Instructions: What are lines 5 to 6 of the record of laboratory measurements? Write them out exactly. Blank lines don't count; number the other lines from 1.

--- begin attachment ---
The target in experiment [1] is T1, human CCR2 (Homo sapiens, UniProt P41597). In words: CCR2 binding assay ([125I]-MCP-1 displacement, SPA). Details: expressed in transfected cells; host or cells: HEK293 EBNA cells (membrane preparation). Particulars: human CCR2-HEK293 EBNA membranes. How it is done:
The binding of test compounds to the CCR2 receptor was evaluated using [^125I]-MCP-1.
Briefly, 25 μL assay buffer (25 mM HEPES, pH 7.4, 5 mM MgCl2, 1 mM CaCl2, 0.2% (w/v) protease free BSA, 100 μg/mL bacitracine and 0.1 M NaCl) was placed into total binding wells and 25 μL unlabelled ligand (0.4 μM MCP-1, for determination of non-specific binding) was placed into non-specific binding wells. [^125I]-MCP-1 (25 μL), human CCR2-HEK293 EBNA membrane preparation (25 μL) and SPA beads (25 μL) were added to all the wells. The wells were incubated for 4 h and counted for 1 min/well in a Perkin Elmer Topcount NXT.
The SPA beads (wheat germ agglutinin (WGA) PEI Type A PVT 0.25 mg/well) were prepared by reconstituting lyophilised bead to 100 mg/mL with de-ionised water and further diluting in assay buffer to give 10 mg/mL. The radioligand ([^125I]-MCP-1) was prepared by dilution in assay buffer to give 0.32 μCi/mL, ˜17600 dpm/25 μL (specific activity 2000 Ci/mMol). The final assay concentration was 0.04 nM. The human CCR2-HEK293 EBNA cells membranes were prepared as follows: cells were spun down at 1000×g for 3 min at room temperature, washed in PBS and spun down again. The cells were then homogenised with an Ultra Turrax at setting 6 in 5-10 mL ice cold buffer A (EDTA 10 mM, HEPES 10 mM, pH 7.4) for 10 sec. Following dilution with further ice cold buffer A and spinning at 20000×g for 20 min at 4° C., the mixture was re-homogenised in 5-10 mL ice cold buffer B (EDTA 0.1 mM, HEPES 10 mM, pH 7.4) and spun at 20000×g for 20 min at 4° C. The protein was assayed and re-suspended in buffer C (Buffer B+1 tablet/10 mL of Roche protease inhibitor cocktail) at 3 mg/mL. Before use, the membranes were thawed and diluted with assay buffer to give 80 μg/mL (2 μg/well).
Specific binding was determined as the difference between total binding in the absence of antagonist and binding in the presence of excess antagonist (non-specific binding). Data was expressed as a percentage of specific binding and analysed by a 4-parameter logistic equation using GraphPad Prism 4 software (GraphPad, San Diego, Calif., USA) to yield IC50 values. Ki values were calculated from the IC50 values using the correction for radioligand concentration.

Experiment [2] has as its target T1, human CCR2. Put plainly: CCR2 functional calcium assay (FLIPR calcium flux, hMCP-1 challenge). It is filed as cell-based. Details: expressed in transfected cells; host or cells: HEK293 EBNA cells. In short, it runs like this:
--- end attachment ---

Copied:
Specific binding was determined as the difference between total binding in the absence of antagonist and binding in the presence of excess antagonist (non-specific binding). Data was expressed as a percentage of specific binding and analysed by a 4-parameter logistic equation using GraphPad Prism 4 software (GraphPad, San Diego, Calif., USA) to yield IC50 values. Ki values were calculated from the IC50 values using the correction for radioligand concentration.

Experiment [2] has as its target T1, human CCR2. Put plainly: CCR2 functional calcium assay (FLIPR calcium flux, hMCP-1 challenge). It is filed as cell-based. Details: expressed in transfected cells; host or cells: HEK293 EBNA cells. In short, it runs like this: